(Filed 25 May, 1927.)
1. Homicide — Murder — Evidence — Res Gestae — Premeditation.
Where the evidence on the trial for a homicide tends to show that the prisoner broke into a store with the intent to commit larceny, and being confronted by two men guarding the store, fatally shot one and seriously injured the other, on a trial for murder of the first, evidence is competent as to the shooting and injuring of the other as a part of the res gestae, and also upon the element of premeditation necessary to convict of murder in the first degree.
2. Instructions — Weight and Credibility of Evidence — Contentions — Appeal and Error — Harmless Error.
A recitation of the contentions of the State upon the trial for murder that the testimony of a witness corroborated the testimony of another witness is not held for reversible error, under the facts of this case, as an expression of opinion of the trial judge upon the weight and credibility of the evidence. C. S., 564.
APPEAL by prisoner from Harris, J., at January Term, 1927, of CHATHAM.
Attorney-General Brummitt and Assistant Attorney-General Nash for the State.
W. P. Horton for the prisoner.
Criminal prosecution, tried upon an indictment charging the prisoner with a capital felony, to wit, murder in the first degree.
Verdict: Guilty of murder in the first degree (as shown by return to writ of certiorari).
Judgment: Death by electrocution.
The prisoner appeals, assigning errors.
The evidence on behalf of the State — none seems to have been offered by the prisoner — is to the effect that on the night of 15 January, 1927, the prisoner, Pearl Mitchell, a colored man, burglariously entered the storehouse of Vance Cheek at Ore Hill, in Chatham County, with intent to steal the goods and chattels of another then being in said storehouse, murdered W. L. Fogleman while attempting to perpetrate said robbery by shooting him in the head with a pistol, the bullet taking effect just under the right eye, engaged in a fight with Allen Cheek, 19-year-old son of Vance Cheek, who, with the deceased, was there watching the store for robbers, successfully made his escape after breaking away from young Cheek, and was arrested at his uncle's home the following night.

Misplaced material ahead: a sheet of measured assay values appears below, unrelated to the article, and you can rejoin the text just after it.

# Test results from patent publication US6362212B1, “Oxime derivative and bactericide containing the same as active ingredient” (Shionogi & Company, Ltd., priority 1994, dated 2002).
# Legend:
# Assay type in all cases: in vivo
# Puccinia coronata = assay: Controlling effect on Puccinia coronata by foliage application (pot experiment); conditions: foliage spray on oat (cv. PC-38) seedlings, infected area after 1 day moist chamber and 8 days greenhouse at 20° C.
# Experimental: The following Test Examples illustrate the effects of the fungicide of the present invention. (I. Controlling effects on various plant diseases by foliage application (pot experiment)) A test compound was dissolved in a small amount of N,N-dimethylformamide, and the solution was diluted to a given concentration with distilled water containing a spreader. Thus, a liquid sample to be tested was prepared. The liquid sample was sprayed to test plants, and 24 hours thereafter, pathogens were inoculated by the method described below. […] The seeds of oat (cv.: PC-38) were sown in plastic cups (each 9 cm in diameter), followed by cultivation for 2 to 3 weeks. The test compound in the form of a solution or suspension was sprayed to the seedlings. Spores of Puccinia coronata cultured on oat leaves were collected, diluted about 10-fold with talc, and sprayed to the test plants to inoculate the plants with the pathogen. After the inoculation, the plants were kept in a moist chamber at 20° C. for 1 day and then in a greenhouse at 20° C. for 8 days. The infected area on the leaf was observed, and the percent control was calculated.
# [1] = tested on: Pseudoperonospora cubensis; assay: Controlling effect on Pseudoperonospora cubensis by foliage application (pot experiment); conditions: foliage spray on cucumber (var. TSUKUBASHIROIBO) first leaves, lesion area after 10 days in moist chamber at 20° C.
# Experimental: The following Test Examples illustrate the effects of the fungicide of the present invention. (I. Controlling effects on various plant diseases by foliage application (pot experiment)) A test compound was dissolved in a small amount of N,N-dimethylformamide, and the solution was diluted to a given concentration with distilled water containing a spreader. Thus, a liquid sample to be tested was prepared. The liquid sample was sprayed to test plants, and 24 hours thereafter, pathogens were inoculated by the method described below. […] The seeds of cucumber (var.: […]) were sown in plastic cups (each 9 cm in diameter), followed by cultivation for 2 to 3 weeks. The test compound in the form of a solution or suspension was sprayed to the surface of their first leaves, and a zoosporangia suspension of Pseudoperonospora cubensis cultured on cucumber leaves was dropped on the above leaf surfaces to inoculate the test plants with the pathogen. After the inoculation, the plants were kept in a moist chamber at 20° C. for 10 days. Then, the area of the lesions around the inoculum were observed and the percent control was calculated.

The prisoner objected to any evidence tending to show the fight which ensued between him and young Cheek immediately following the homicide, on the ground that such evidence was irrelevant and incompetent in the present trial, being, as it is, for the murder of Fogleman. But the fight with Cheek and the homicide of Fogleman were but parts of the same encounter. Indeed, the prisoner was fighting with both, and he shot both. The first shot proved to be fatal, while the second did not. The evidence was competent, not only as a part of the res gestae, but also as tending to show premeditation on the part of the prisoner. S. v. Westmoreland, 181 N.C. 590; S. v. Robertson, 166 N.C. 356.
The prisoner complains at certain expressions used by the judge in recapitulating the evidence to the jury, as follows:
"Mr. Hanna said that Mr. Cheek came to his house after the trouble and told him about it, and he corroborated Mr. Cheek's statement. . . . Then Mr. Cheek's father testified. He told you that he had his store guarded; that he had his son guarding the store for him, and he corroborates Allen Cheek in his statement as to what occurred in the store, saying that his boy had told him how it all had happened, and he corroborated Allen Cheek's testimony on the stand. . . . Lacy Heritage was the next witness, and he corroborates Cheek. . . . Then Mrs. Holliday was the next witness on the stand. She corroborates Allen Cheek in his statement, and said that his face was bloody and his hands had blood on them."
It is the contention of the prisoner that these expressions are violative of C. S., 564, which provides: "No judge, in giving a charge to the petit jury, either in a civil or a criminal action, shall give an opinion whether a fact is fully or sufficiently proven, that being the true office and province of the jury; but he shall state in a plain and correct manner the evidence given in the case, and declare and explain the law arising thereon."
Under numerous decisions dealing directly with the subject, this statute has been interpreted to mean that no judge, in giving a charge to the jury or at any time during the trial, shall intimate whether a fact is fully or sufficiently proved, it being the true office and province of the jury to weigh the testimony and to decide upon its adequacy to establish any issuable fact. S. v. Kline, 190 N.C. 177; S. v. Hart, 186 N.C. 582; Speed v. Perry, 167 N.C. 122.
Here the judge used a short-hand method, as it were, in stating the evidence of some of the witnesses, by saying, in effect, that "they corroborated Allen Cheek in his statement of what transpired in the store." It clearly appears, we think, that no possible harm has come to the prisoner from the judge's method of expression; hence, we cannot hold it for reversible error on the present record. There was no denial of Allen Cheek's testimony, and the witnesses mentioned did in fact corroborate his statement of what transpired in the store.
The remaining exceptions call for no elaboration. They present no new question of law, or one not heretofore settled by our decisions. After giving to each of them the consideration which the importance of the case demands, we conclude that they are without merit, and cannot be sustained.
The verdict and judgment will be upheld.